The invasion of Kabul in 2021 meant that a Jewish woman in Israel was finally free.
When the last Jew of Afghanistan, Zabulon Simantov, needed to flee the Taliban he had to face up to his wife from whom he was estranged for more than 20 years. Up until this point he had refused to provide her with a gett, the writ of Jewish divorce. She had been living with their two daughters in Israel as an agunah, a woman chained to a dead marriage. Faced with the reality that he may be subject to serious sanctions for gett refusal, he finally released his now ex-wife from their marriage and in doing so was able to win his own freedom from the Taliban. This divorce was facilitated by none other than the Sydney Beth Din led by Rabbi Yehoram Ulman, and was the first ever Jewish divorce enacted via Zoom. It was an extraordinary gett in extraordinary circumstances.
Gett refusal, the refusal by one spouse to grant a Jewish divorce, is a serious problem in the Jewish community in Australia and internationally. It not only causes immense emotional pain for the affected individuals, but it also undermines the integrity of Jewish marriage and the institution of the Jewish family.
The problem of gett refusal, also known as “agunot” or “chained women”, is not new. It has been an issue for centuries, and despite efforts to address it, it persists today. One reason for this is that the traditional Jewish legal system, known as halachah, grants a significant amount of power to the husband in the divorce process. Under halachah, only the husband can initiate a divorce, and only he can grant the gett, or Jewish bill of divorce. This means that if a husband is unwilling to grant a gett, his wife is essentially trapped in the marriage, unable to move on with her life or remarry.
Although women can also refuse to receive the gett and in that way prevent the husband from exiting the marriage, the consequences for men and women in these situations vary greatly. If the husband re-partners and establishes a family with his new partner, these children can be fully included in Jewish life. However, if the wife re-partners without a gett, the children from this new relationship could carry the stigma of mamzerut, which may prevent them from full participation in Jewish life, including exclusion from marrying a Jewish person. The consequences for a woman remaining an agunah are significant and can carry an inter-generational impact.
Since gett refusal can be extremely controlling behaviour, it is a form of family violence and ought to be entirely intolerable to our community. Jewish marriage is an institution grounded in respect, love and dignity, and these values must carry on through the Jewish divorce process.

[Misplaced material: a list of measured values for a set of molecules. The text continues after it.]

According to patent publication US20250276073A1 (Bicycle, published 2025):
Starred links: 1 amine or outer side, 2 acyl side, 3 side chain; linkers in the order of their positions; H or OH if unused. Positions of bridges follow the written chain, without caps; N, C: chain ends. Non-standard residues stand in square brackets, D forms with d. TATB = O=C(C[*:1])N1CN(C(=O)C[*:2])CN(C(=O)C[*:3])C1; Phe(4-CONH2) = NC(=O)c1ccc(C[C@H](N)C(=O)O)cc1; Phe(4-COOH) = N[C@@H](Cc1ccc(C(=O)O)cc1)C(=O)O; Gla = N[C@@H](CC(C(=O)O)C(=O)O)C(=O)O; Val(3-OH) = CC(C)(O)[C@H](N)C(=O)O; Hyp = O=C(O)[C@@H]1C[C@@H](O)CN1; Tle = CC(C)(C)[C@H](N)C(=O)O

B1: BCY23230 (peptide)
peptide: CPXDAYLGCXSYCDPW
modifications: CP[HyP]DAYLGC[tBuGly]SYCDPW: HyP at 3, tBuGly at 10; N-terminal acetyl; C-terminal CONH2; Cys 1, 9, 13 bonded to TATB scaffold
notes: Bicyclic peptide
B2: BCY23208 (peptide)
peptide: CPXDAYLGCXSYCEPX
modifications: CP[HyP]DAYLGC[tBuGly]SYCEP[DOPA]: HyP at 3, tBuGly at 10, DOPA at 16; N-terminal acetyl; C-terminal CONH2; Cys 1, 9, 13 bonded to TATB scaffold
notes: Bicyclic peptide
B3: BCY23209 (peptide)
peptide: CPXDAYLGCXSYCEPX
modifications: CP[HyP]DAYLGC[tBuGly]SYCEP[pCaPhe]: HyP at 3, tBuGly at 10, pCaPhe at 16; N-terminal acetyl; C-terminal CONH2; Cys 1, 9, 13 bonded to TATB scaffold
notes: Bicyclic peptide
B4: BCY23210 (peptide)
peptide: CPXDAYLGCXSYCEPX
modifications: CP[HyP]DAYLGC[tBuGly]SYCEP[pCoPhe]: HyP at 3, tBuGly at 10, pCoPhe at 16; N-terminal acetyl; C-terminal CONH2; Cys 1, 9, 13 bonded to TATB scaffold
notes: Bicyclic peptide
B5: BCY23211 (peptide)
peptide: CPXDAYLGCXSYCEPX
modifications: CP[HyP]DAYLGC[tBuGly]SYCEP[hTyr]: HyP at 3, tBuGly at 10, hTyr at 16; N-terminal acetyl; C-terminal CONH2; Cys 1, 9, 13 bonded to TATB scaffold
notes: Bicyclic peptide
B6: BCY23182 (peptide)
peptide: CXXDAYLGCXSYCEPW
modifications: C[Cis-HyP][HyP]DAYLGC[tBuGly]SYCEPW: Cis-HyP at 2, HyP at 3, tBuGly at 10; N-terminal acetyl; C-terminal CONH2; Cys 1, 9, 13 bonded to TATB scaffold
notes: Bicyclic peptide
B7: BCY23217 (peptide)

There are several ways to address the problem of gett refusal. One approach is to provide more support and resources for people in situations of gett refusal. This could include counselling, referrals for legal assistance, and advocacy to help them navigate the Jewish legal system and advocate for their rights. Additionally, providing education and awareness about gett refusal and Jewish divorce can empower parties to take action and advocate for themselves. These are the types of services provided by Unchain My Heart (UMH) Australia. We provide education and resources to men and women experiencing gett refusal. We advocate for parties affected by gett recalcitrance and we work across the community to prevent these issues occurring.
Another approach is to reform the halachic process of divorce, to provide more rights and protections. This could include implementing agreements that address the issue of gett refusal, and establish penalties for husbands who refuse to grant a gett. Additionally, creating a court system (both within the Beth Din or in family courts) that is more responsive and is better equipped to handle cases of gett refusal, can be also an option.
Lastly, using technology can be also a potential solution, by working cooperatively with other courts or advocacy groups in different states and countries, as has never been available previously, further enhanced by UMH’s role in the International Agunah Coalition – Cheirut. UMH works cooperatively with international partners since gett refusal is a global phenomenon.
Gett refusal is not only detrimental to the individuals affected by it, but it also undermines the integrity of the Jewish family and marriage. We must take a comprehensive approach to addressing the problem, including providing support and resources for women in situations of gett refusal, addressing the halachic options, and utilising technology. Together, we can work to ensure that all Jewish men and women have the right to move on with their lives, free from the shackles of gett refusal.
Rabbanit Ellyse Borghi a lawyer and a member of the Unchain My Heart committee. She was recently honoured as one of the top Jewish Australian changemakers under 36.
International Agunah Day is on the Fast of Esther, Monday, March 6.